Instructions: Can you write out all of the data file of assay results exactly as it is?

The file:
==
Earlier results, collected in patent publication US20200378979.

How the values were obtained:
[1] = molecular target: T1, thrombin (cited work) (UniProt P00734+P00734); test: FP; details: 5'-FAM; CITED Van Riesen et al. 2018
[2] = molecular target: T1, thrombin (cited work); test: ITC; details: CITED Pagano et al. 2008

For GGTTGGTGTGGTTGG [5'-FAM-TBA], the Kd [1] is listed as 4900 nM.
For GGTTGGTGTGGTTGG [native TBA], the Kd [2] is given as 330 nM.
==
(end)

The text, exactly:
Earlier results, collected in patent publication US20200378979.

How the values were obtained:
[1] = molecular target: T1, thrombin (cited work) (UniProt P00734+P00734); test: FP; details: 5'-FAM; CITED Van Riesen et al. 2018
[2] = molecular target: T1, thrombin (cited work); test: ITC; details: CITED Pagano et al. 2008

For GGTTGGTGTGGTTGG [5'-FAM-TBA], the Kd [1] is listed as 4900 nM.
For GGTTGGTGTGGTTGG [native TBA], the Kd [2] is given as 330 nM.